Sounds like fun! Applying for film tax credits

OK, I know that a heading with “tax” in it might turn a lot of people off, so bare with me and just focus on the “credits” part. As an independent filmmaker, it would behoove one to be aware of what financial support is available to get a film made, help with the expenses after it’s done, or even to review guidelines and criteria BEFORE you make your film. Now that’s proactive.

Although I had started the application for the Canadian Film or Video Production Tax Credit (CPTC) a number of months ago for our film Skeleton Girl, it remained incomplete, continuously going onto my “to do” list week after week. I bit the bullet and pulled out the file again today. Although it appears we won’t qualify for the tax credit for a few reasons, I thought I would pass on some highlights and facts for others that I hope will help.

The CPTC is a refundable corporate tax credit “designed to encourage the creation of Canadian film and television programming and the development of an active domestic independent production sector.” The program is administered by the Department of Canadian Heritage, through CAVCO (the Canadian Audio-Visual Certification Office) and the CRA (Canada Revenue Agency).

The CPTC is available only to qualified corporations, and yes, the applicant organization must be incorporated to be eligible. I know there are independent filmmakers out there who don’t want to go to the expense and time of incorporating, but if you’re a serious filmmaker, it’s non-negotiable. Get incorporated.

There are about ten other requirements listed in the guidelines that it would be good to review before you submit an application, including time restrictions for filing, and distribution limitations once your film is made and you’re looking for distributors.

There are two parts to the application, Part A and Part B. Part A provides a certificate confirming that the production is a Canadian film or video production. Part B provides a certificate of completion, which is issued where the production is completed and continues to meet the CPTC requirements. Both Part A and Part B can be applied for at the same time but remember that there are deadlines for applying to Part B, so check the information early and diarize it for dealing with before the deadline passes.

There is an application fee to apply for the CPTC. Again, check the guidelines for details on the particulars. And since you’re now incorporated (right?!), the company pays for it.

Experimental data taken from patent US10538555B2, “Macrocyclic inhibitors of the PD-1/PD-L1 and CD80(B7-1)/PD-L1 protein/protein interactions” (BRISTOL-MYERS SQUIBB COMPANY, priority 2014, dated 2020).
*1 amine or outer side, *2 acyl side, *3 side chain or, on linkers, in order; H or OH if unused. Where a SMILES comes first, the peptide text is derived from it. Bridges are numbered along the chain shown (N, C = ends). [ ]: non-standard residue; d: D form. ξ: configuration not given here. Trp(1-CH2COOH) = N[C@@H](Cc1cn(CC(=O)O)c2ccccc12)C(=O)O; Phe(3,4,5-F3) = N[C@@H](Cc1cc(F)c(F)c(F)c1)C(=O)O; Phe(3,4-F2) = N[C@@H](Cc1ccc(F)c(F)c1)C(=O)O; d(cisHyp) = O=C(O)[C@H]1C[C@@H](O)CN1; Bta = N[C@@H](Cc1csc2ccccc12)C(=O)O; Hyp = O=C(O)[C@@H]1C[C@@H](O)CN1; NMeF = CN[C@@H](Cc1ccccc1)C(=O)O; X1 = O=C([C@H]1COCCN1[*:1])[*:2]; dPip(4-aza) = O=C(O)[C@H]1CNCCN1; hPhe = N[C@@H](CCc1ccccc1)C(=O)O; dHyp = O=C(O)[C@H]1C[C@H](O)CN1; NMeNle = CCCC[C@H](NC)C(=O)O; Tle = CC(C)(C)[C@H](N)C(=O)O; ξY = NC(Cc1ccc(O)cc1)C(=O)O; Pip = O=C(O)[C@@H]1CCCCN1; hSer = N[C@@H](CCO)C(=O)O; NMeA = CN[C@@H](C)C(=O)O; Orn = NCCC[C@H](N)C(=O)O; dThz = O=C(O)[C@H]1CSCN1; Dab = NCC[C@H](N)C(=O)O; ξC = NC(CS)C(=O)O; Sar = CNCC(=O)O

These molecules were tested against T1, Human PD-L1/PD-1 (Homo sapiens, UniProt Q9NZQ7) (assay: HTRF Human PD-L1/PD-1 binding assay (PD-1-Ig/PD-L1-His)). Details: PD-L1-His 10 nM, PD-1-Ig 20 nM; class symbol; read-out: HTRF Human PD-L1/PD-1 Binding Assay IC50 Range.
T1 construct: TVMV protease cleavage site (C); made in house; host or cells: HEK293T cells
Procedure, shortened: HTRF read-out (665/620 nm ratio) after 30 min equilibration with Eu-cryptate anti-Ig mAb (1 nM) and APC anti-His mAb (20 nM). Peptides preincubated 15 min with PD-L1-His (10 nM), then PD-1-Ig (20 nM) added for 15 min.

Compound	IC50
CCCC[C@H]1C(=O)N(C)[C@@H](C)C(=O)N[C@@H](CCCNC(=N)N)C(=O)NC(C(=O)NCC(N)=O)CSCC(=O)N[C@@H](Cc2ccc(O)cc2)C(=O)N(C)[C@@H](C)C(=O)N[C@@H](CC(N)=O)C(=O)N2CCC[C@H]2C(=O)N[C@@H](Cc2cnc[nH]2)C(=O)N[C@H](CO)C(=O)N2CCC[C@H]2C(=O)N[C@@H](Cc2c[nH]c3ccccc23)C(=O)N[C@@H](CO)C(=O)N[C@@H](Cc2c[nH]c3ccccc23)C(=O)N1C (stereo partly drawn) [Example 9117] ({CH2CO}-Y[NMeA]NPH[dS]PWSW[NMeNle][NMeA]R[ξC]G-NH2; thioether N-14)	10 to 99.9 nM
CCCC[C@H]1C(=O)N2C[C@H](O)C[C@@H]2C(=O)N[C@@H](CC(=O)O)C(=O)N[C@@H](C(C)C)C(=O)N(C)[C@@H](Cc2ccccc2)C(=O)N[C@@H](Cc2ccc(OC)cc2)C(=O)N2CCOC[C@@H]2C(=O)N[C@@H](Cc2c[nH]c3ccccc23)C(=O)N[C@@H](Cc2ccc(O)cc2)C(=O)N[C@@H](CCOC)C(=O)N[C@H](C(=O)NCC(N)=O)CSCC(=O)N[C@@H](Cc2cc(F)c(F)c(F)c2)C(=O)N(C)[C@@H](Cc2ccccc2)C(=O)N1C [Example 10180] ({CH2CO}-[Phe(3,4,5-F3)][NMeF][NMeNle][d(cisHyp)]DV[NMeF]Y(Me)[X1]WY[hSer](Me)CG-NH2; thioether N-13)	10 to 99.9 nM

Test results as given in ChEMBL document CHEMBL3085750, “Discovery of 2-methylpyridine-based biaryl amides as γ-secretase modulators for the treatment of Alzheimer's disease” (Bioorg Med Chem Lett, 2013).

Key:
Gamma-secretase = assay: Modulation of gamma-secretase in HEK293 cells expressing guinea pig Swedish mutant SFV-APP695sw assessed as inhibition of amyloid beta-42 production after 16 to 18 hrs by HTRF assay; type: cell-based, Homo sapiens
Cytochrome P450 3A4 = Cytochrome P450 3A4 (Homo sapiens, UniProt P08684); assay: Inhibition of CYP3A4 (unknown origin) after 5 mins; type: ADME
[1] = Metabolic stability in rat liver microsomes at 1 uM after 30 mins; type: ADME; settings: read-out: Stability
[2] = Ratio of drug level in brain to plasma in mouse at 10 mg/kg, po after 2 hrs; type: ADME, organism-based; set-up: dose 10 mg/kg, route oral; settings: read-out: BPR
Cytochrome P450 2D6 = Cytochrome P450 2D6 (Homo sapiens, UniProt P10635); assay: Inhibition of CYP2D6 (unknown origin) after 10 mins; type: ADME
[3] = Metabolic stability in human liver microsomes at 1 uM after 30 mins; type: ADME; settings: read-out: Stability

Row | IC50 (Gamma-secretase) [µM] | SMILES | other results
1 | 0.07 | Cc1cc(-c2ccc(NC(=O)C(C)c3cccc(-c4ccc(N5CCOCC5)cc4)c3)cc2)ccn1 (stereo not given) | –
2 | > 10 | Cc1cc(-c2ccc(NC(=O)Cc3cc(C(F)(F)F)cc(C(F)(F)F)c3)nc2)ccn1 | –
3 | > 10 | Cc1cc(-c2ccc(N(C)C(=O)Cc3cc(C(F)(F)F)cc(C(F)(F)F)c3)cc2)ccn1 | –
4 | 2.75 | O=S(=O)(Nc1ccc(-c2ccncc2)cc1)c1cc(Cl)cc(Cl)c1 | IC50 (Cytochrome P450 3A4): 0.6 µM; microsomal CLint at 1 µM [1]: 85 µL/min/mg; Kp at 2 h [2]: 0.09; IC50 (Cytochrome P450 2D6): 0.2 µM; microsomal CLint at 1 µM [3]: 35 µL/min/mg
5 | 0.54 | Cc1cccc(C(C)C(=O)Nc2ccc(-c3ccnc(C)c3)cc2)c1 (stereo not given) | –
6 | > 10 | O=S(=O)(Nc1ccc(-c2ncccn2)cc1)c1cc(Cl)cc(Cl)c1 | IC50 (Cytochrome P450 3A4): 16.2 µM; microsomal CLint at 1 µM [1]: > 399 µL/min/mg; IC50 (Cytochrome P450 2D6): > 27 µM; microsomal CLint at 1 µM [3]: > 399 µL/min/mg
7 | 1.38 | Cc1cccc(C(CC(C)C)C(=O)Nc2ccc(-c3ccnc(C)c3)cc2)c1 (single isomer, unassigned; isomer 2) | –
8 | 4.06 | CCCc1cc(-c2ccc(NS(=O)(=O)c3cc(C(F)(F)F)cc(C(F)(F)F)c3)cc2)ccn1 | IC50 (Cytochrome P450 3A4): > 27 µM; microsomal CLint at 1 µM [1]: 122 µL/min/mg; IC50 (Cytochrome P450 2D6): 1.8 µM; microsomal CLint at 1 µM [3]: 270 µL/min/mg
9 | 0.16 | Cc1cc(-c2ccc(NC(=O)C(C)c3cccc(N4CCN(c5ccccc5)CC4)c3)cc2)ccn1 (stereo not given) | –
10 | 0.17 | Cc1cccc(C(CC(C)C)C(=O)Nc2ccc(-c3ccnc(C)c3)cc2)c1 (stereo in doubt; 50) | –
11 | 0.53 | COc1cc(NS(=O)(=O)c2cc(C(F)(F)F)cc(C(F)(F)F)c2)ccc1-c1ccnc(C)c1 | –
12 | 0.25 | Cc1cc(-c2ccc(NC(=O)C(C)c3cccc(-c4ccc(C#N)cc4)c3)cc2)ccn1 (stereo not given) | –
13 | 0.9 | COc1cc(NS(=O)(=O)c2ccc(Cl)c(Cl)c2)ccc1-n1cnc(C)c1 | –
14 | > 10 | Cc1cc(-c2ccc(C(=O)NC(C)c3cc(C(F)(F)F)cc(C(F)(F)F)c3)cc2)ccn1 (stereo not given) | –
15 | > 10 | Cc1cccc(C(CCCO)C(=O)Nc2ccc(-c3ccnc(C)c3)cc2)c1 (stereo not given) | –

There are a number of excluded productions (and genres, but those are fairly obvious – no porn, no advertising, no talk shows). If you fall into any of these, you won’t qualify. Check them out.

An individual performing a producer-related or key creative role (these are described in the guidelines) for a production must be Canadian at all relevant times (meaning by the time she/he begins any duties in relation to the project, and during the remaining course of the production and post-production). We were caught with our pants down on this one. It turned out that our highest labour expenditures were for a key creative person who, as it turned out, had applied for permanent resident status but had not yet received it. Even though she had lived in Canada for many years, and had been a landed immigrant for a long time, we were unable to claim any of her labour because she was not recognized as a Canadian citizen as defined in the Citizenship Act. Ouch. Lesson learned.

And lastly, something that had me stumped for a while: the difference between a production being certified by CAVCO and being certified by the CRTC. Here it is, word for word right out of the guidelines. “The CRTC has a Canadian content recognition program which is similar in many respects to CAVCO’s CPTC program. However, there is no tax credit provided through the CRTC. The CRTC will accept CAVCO certification of a production, in lieu of certification by the CRTC. Therefore, an application is often only made to CAVCO where the production is eligible for the CPTC.”

There is a lot more information that I haven’t addressed here including the percentage calculations used for determining the tax credit. The full guidelines can be found by clicking on the link below. I hope you’re still awake and that some of this is helpful. Good luck!

For the CPTC Program Guidelines, go to www.pch.gc.ca/cavco.

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